Here are a few good links to read.  Regardless of how we think or whether or not we pray, let's all carry our neighbours in Syria close to our hearts.

9 Questions About Syria You Were Too Embarrassed to Ask - Max Fisher @ The Washington Post

Syria: An Overview and A Call to Action - Joy @ Deeper Story

Greg Boyd's kingdom pacifist perspective on talking to Pres. Obama about Syria @ Reknew.org

Why Italian Trappist Nuns aren't leaving Syria.

Sweden leads the way in welcoming Syrian refugees.

Read Mennonite Central Committee's call to end violence in Syria and send it on to your representatives.

Subscribe to 25 Days of Prayer for Syria @ SheLoves Magazine

In days to come the mountain of the Lord's house shall be established as the highest of the mountains, and shall be raised up above the hills.  Peoples shall stream to it, and many nations shall come and say: 'Come, let us go up to the mountain of the Lord, to the house of the God of Jacob; that he may teach us his ways and that we may walk in his paths. ... He shall judge between many peoples, and shall arbitrate between strong nations far away; they shall beat their swords into ploughshares, and their spears into pruning-hooks; nation shall not lift up sword against nation, no longer shall they learn war anymore; but they shall all sit under their own vines and under their own fig trees, and no one shall make them afraid; for the mouth of the Lord of hosts has spoken.  For all the peoples walk, each in the name of its god, but we will walk in the name of the Lord our God for ever and ever.  (Micah 4: 1-5, NRSV)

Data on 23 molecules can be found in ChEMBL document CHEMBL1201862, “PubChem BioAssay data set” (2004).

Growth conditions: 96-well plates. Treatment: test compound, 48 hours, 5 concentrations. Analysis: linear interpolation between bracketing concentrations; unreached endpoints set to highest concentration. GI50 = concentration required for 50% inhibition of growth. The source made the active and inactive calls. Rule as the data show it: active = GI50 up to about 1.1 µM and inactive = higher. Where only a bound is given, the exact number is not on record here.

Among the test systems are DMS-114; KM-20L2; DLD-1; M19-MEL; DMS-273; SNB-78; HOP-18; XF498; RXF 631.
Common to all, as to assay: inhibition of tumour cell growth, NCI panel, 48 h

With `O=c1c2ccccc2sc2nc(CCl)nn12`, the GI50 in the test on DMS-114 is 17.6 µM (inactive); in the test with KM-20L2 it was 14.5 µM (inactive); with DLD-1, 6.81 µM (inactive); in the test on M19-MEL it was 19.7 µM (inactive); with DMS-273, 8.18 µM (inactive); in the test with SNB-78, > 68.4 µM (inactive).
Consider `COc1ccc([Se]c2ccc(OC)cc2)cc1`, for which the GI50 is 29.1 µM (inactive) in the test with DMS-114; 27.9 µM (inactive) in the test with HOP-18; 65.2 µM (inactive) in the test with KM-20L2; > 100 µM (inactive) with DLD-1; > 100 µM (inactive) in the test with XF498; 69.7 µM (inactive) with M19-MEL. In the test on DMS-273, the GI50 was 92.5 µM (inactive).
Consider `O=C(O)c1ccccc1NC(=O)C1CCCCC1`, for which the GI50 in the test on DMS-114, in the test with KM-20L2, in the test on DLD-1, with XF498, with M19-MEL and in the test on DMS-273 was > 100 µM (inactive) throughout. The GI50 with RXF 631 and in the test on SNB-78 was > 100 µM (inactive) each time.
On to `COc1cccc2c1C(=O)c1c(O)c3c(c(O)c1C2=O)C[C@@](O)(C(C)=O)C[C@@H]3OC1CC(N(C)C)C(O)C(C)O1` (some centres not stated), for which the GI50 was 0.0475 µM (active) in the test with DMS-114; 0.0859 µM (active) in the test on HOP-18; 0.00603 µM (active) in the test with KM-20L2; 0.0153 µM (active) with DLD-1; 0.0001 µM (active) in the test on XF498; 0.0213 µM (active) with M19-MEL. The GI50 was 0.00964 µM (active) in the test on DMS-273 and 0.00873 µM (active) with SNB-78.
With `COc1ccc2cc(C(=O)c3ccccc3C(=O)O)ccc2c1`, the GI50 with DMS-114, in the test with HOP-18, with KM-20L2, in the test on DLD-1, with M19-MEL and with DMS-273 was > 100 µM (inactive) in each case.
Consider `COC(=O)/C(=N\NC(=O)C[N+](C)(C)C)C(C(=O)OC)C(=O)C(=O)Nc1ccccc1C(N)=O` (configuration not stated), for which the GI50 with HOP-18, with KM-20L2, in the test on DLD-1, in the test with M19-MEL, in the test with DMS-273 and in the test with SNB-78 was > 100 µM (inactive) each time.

Saturday, August 24, 2013

on epic fights and letting love win (for chris)

The kids were coughing and we were all sick so nobody slept well and doesn't that just show us who we really are underneath all the Instagram.  Our most epic discussion/argument/fight was boiling just beneath the baby soft skin of four years and a few months of well, we're married now and here's two new humans to take care of.

You scratched me and I bled all over us, a tirade brought to you by the letter S: sickness, sleep deprivation and stress, nothing too crazy or earth-shattering really.  Just doing life a bit tougher than normal.  I felt justified, you were defensive and we left the room so that babies wouldn't hear, but they always know what's going on.

I could hear Patty Griffin singing over us, but we were louder:

//we're calling for help tonight on a thin phone line/as usual we're having ourselves one hell of a time/ and the planes keep flying right over our heads no matter how loud we shout/ hey, hey, hey, hey/ and we keep waving and waving our arms in the air til we're all tired out//